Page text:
"As well because the vibrating pipes, the angled drop is meant to stay the stream consistent and smooth," Davidge says. "Too sharp a drop and cracks could appear, too shallow a drop and also the metal are too cool for it to be cut."

The constant flow pushes the molten metal along the road, where it cools surprisingly rapidly. Mechanical cutters are founded, again at a small angle so it can cut the metal in an exceedingly line because it continues to maneuver during a process called continuous casting. The swiftly cooling billets turn from red to grey ahead of our eyes, before being stacked on the rear of a large lorry to be transported to the road and bar mill where they're going to be shaped.

The whole process takes around 45 minutes from the instant the primary basket of steel is deposited within the furnace to the purpose at which the container has finished emptying its load of molten steel into the trough.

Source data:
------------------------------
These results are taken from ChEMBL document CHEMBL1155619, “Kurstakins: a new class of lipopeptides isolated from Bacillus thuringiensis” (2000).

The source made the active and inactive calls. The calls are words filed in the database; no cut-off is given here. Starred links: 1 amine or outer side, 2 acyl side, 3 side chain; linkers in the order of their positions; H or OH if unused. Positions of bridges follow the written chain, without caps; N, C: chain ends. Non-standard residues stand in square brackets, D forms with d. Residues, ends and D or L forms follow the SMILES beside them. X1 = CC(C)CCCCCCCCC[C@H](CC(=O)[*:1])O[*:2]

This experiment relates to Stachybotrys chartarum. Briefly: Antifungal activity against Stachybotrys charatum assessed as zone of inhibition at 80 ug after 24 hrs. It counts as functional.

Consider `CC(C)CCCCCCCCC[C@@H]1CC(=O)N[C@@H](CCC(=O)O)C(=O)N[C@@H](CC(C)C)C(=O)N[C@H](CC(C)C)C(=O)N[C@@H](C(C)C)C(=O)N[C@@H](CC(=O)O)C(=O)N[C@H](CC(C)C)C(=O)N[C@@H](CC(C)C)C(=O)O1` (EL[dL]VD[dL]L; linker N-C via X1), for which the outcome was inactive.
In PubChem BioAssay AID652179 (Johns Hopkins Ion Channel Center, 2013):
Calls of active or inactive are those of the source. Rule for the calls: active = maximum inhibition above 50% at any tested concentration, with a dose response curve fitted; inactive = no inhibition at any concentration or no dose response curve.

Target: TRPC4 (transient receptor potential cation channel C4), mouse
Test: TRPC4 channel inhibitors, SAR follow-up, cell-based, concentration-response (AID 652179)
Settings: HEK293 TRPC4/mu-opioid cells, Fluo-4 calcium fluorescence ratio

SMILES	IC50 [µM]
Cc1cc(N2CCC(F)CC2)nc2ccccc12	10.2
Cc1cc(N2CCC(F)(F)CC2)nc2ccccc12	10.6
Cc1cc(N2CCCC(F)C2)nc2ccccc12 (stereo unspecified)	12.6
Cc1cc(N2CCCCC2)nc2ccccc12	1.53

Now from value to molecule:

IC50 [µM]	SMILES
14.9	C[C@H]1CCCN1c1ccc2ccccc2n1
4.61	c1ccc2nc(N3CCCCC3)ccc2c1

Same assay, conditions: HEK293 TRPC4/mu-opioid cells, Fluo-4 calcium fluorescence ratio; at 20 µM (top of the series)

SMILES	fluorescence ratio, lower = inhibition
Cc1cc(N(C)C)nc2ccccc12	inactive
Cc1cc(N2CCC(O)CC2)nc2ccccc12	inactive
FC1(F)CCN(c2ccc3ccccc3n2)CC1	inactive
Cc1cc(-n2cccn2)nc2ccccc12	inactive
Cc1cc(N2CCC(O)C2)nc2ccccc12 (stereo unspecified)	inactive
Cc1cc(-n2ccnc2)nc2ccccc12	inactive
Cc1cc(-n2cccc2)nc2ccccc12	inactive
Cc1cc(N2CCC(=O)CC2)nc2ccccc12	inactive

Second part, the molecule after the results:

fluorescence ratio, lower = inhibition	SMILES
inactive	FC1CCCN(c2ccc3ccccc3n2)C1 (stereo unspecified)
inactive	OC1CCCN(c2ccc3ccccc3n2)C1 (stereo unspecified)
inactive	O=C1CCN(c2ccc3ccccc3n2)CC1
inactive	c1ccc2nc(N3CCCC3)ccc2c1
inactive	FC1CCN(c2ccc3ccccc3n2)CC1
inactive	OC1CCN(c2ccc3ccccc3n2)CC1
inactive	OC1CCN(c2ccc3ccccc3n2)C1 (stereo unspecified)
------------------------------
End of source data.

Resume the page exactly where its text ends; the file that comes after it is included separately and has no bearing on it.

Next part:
Any delay would cause the whole process becoming much less efficient, whether it is the furnace being underused, the molten metal cooling an excessive amount of and needing reheating or the billet stream grinding to a halt. The plant trends to figure 24 hours day, seven days per week, with maintenance being worn out brief periods of downtime or scheduled shutdowns.

We continue outside to require a fast shop around the 'slag shed', where all the waste product is deposited. However, this can not get thrown away because the slag are often sold on to companies as a road-building product.

Inside a steelworks is hot, noisy and dusty (they create 50 loads of dust every day) and also the pressure to induce things right is immense in concert slip-up can compromise a whole day's work. Steel is pretty big bussiness and to experience the raw power of that furnace and therefore the dedication of the workers to confirm many plenty of top-quality steel gets produced a day was incredible.
Steel, in its many forms, may be a vital material in today's society and its strenght, durability and adaptability is merely mirrored by the people and also the process that makes it.